Texas A&M Law Review Hosts U.S. Immigration Law Symposium

May 1, 2017

Law Review immigration symposiumOn April 21, 2017, immigration experts from around the country gathered at Texas A&M University School of Law to participate in the Texas A&M Law Review symposium: “American Immigration Law: The New Colossus.”

The esteemed group of presenters included scholars, practitioners and policy makers who discussed the current state of U.S. immigration policies and forecasted how the recent change in administration may affect immigrants, refugees, advocates and enforcement agencies nationwide.

“Immigration is one of the most pressing legal issues our country faces today. The Texas A&M Law Review is proud to have brought together such an incredible group of professionals to examine these dynamic issues,” said Tave Doty, ​symposia ​editor of the Texas A&M Law Review.

hing-lrsympKeynote presenter Professor Bill Ong Hing, University of San Francisco, and Professor Emeritus, U.C. Davis School of Law,​ discusses "Entering the Trump ICE Age"
Bill Ong Hing, Professor of Law at the University of San Francisco and Professor Emeritus at U.C. Davis School of Law, presented the morning keynote address, “Entering the Trump ICE Age,” in which he offered a historical narrative of U.S. immigration patterns, cultural biases and issues in policy implementation.   

“The United States is more diverse than ever. Of course increasing diversity is a trend that has been emblematic of the United States since the founding of the nation. But increased diversity of any significance in the first 150 years of the country was primarily European in nature, except of course for the millions of Africans who were transported to the nation as slaves. Thus, until Mexicans (in the 1950s) and Asian immigrants (after 1965) began arriving in significant numbers, the phrase ‘we are a nation of immigrants’ and e pluribus unum (from many, one) captured the essence of a largely Euro-centric society.”

saldana-lrsympKeynote presenter Sarah Saldaña, former Director of U.S. Immigration and Customs Enforcement (ICE)
Sarah Saldaña, a former Director of U.S. Immigration and Customs Enforcement (ICE), delivered the afternoon keynote address, briefing attendees on the role of ICE in enforcing immigration laws and the interplay between ICE and state legislatures and agencies.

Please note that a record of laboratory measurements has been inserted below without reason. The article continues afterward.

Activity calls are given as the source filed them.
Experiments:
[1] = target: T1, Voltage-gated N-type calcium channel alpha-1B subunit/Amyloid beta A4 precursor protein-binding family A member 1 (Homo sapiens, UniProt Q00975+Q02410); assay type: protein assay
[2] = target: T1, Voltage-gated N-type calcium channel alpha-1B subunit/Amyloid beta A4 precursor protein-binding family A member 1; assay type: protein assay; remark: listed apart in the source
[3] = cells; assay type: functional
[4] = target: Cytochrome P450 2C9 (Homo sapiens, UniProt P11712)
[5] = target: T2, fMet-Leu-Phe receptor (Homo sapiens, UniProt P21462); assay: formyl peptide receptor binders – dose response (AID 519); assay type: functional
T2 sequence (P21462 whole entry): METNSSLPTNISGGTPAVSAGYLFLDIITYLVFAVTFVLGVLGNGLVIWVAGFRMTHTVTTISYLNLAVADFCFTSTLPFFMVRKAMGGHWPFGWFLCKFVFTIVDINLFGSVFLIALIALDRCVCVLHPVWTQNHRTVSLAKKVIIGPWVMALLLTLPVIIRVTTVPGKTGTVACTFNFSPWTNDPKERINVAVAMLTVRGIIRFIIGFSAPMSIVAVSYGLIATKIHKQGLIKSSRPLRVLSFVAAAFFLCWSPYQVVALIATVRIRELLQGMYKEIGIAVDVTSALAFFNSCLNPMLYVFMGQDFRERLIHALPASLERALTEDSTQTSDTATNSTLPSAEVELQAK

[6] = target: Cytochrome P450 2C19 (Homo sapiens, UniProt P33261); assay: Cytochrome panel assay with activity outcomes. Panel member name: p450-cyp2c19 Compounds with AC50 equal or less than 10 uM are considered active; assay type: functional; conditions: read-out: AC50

Saldaña emphasized the vital role of open dialogue in bringing about effective immigration reform: “Communicate, communicate, communicate. ... Let’s have conversations, let’s have public forums, or let’s do it in a private manner … I find it very important. In Texas, we’re in the middle of this. We should be showing the country how it’s done, what a rational approach is, what meaningful reform is … Texas should be setting the stage for how we cooperate.”

panel-pham-lrsympTexas A&M Law Professor Huyen Pham moderates the panel "Federal-Local Relationships: How ​Are Cities & States Reacting?" with Rick Su, University of Buffalo School of Law; Victor Viramontes, MALDEF; and Spencer Amdur, ACLU Immigrants' Rights Project
The symposium also featured two panel presentations. The morning panel explored the relationship between federal and state agencies in enforcing immigration policies and the conflicts of law and interests that arise. The afternoon panel focused on the requirements to obtain “refugee” status and tackled the nuts and bolts of the current vetting and asylum processes.

panel-marouf-lrsympProfessor Fatma Marouf, Texas A&M Law Immigrant Rights Clinic Director, moderates the panel "Extreme Vetting: What Do New Policies Mean for Immigrants and Refugees?" with Denise Gilman, University of Texas School of Law; Sabrineh Ardalan, Harvard Immigration & Refugee Clinic​; and Julie Kornfeld, International Refugee Assistance Project
Attendees found the symposium topic engaging and relevant, as speakers shed light on media buzzwords such as “sanctuary cities,” “asylum” and “immigration reform.” The symposium demonstrated the commitment of Texas A&M University School of Law to prepare the next generation of lawyers to become problem-solvers when it comes to immigration policy and enforcement.

Angela Morrison, Associate Professor at Texas A&M University School of Law, remarked on the symposium:

“[The] symposium was an example of furthering key parts of Texas A&M’s mission to maintain ‘freedom of inquiry and an intellectual environment nurturing the human mind and spirit ... and [to] address the needs of an increasingly diverse population and a global economy.’ [The] discussion reminded us that we need to question the impact our immigration policy has on fellow human beings. The discussion encouraged us to think about how local, state,and federal government policy interacts to ease or make more difficult the day-to-day lives of community members and to consider alternatives to current policy governing refugee and asylee vetting. Finally, one of the key takeaways from the speakers, the panelists and attendees was the role that we as lawyers can serve in facilitating an accurate and open discussion about our country’s immigration policy.”

- Article by 3L Ellen Flint, ​articles ​editor of the Texas A&M Law Review. Photos by Chris Porter.

saldana-audience-lrsympMembers of the community, academics, practitioners and law students examine the past, current and future role of ICE with presenter Sarah Saldaña during the symposium luncheon keynote